There’s been at least a trace of rain every day this month, with over 8.89 inches total in Boston. In addition to the rain, it’s been very muggy, and there’s a lot more humidity on the way this week. Although I don’t see any heat waves in the foreseeable future, the higher humidity is going to dominate.
This much rain in the first half of July has been unprecedented in our record-keeping since 1872. With over two weeks left in July, even if it never rained again this month we would still end up as the third-wettest July on record.
It was a little dry this spring compared to the average, but we have more than made up for any deficit. The ground is so saturated that it won’t dry out until we have an extended amount of low humidity days without any rain. The massive foliage growth alone is preventing a lot of evaporation, plus there’s been little sunshine. Mold, mildew, and other fungus are definitely going to start to be a problem if it isn’t already, and we may have the added challenge of mosquito explosions as we head into Eastern Equine Encephalitis season.
So what’s going on? Is this more evidence of a changing climate?
It seems the term “climate change” gets thrown around a lot and is applied to all sorts of seemingly weird weather, but abnormal weather has occurred for millennia. So what should we think?
One of the factors is that humans want to categorize everything and somehow make meaning in it. It’s more comfortable if we understand the reason behind something unusual happening. Some people want to use abnormal heat as proof of climate change while others say that very hot weather has been occurring for years, so there isn’t any climate change in the first place. Both of those trains of thought still use deductive reasoning, even if not accurate.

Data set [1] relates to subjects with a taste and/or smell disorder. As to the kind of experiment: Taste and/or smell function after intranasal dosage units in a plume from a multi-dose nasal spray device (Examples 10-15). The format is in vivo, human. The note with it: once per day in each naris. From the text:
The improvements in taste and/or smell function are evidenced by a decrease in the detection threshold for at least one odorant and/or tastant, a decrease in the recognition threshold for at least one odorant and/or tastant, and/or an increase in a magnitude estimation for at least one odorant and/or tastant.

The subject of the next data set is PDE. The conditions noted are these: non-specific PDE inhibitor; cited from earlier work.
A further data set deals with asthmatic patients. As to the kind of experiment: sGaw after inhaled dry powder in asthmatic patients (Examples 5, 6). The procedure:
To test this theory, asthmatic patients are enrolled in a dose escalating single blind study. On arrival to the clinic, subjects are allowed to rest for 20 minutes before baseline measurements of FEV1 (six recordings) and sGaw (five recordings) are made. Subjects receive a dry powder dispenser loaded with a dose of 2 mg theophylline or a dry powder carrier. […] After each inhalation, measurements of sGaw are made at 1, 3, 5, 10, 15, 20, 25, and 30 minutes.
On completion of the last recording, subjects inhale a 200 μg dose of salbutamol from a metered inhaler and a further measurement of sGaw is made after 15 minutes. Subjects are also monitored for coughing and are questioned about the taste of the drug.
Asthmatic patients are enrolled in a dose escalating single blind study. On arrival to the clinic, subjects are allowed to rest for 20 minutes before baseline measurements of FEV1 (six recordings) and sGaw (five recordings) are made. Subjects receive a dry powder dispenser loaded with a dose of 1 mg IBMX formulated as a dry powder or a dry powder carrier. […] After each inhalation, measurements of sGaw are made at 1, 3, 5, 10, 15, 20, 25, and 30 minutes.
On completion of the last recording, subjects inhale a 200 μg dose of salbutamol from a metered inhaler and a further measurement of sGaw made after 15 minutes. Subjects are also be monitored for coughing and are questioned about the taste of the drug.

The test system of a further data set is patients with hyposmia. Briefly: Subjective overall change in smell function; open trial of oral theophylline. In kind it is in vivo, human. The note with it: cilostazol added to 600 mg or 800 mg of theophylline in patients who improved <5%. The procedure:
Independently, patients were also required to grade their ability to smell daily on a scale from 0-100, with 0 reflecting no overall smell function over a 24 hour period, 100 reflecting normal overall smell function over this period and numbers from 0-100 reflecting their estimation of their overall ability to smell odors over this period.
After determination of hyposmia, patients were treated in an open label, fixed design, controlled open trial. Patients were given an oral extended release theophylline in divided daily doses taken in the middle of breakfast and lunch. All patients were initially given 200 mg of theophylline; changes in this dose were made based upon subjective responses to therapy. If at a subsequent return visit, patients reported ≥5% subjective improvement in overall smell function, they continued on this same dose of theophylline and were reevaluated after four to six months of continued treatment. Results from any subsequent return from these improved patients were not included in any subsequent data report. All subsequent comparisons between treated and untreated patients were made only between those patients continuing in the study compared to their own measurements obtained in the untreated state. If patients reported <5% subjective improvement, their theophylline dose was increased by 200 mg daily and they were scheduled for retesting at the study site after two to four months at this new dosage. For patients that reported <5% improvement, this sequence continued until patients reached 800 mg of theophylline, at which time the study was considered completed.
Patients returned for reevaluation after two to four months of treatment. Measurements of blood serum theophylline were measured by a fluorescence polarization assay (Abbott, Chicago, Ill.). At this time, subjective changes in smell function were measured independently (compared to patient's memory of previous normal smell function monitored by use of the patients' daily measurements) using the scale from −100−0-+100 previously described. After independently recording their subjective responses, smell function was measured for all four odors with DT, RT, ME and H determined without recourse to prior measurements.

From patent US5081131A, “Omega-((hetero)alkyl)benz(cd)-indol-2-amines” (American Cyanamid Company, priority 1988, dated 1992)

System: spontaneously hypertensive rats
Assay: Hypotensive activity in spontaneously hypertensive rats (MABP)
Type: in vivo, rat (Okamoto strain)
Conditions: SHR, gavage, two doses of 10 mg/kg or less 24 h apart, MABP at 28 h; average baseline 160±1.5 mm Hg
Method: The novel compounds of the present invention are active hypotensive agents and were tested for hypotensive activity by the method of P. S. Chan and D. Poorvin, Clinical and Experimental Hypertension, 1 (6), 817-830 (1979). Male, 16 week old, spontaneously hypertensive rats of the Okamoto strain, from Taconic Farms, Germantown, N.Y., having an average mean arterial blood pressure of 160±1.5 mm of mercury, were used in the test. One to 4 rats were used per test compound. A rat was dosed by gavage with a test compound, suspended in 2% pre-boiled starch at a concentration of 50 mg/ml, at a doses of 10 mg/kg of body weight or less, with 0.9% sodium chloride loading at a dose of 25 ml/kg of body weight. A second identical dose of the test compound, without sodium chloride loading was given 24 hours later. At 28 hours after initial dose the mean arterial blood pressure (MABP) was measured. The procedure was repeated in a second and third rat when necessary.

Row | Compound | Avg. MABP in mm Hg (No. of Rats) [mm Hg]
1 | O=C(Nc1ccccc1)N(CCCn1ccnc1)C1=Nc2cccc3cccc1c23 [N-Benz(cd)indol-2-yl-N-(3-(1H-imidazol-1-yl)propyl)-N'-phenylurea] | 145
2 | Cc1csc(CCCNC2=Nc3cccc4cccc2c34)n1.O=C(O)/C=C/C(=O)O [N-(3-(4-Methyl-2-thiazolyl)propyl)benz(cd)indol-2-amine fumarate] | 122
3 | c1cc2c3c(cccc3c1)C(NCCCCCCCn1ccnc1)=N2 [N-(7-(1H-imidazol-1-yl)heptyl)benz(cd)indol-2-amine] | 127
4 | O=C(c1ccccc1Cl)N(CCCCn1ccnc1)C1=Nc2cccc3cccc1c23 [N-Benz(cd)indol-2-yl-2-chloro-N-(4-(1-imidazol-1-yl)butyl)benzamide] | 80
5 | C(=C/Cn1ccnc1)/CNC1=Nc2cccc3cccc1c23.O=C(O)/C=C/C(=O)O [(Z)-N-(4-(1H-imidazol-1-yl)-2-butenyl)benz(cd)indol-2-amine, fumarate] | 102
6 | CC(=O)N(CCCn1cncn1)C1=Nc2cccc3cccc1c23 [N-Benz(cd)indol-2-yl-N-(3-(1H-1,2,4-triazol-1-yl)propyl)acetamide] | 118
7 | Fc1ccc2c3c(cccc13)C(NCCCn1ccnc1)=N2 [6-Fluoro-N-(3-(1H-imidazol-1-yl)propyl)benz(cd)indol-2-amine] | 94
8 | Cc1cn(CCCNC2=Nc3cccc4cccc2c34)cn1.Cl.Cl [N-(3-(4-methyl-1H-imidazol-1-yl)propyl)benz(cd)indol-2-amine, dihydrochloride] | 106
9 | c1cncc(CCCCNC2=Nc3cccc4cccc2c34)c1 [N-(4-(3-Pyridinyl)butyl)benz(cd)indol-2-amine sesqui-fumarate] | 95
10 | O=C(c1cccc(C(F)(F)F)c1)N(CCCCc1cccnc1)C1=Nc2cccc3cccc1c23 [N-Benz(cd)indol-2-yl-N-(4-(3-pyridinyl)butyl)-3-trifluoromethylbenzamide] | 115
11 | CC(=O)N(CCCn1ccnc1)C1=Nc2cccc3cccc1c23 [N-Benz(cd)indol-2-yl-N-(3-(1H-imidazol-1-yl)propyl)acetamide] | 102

I like to look at the data as well as the global climate models to observe how what’s happening now fits into the bigger picture. The weather this summer is due to the jet stream, but it’s all happening with climate change in the background. In other words, weather can slowly shift along with the climate. First, it is indisputable that humans are adding carbon dioxide to the atmosphere at a very rapid rate.
We also know global temperatures are warming. Even in a warming atmosphere there can be cold months or a cold year, but they don’t negate the trend. It’s no different than the fact that the stock market or value of a home will go up over time, but no one expects those values to not go down occasionally. It’s the slope of the curve that’s important, not the shorter term fluctuations.
Warmer air moves faster and has more space between molecules. It is in this space that water vapor can fit. The hotter the air, the more room for moisture. Moist air holds the heat of the day and can’t cool off as fast, which is why our nights are getting warm so quickly, too.
Let’s connect our recent rain with climate change. Computer models of the future atmosphere all point towards it becoming warmer and wetter in this part of the world. There are still questions about how much warmer and wetter it will become in the future, but when you look at all the information and trends, the direction we are headed is clear.
The recent rains themselves are not climate change, but most models point to a higher probability of wet events in future decades. Perhaps without humans’ super-charging climate variability this month’s rain would be somewhat less, the humidity not quite as intense, or the June heat not so prolonged.
Those who might still be skeptical and point out that the climate has been changing for millennia or it was really cold in a particular month should realize that type of reasoning isn’t scientific. Humans have been getting taller for decades, but we don’t point to someone who is below-average height as evidence that it’s not happening.
Lastly, just ask yourself a simple question: Why would anyone think that spewing billions of metric tons of carbon dioxide for decades into the atmosphere wouldn’t be doing something? And that something can’t be good.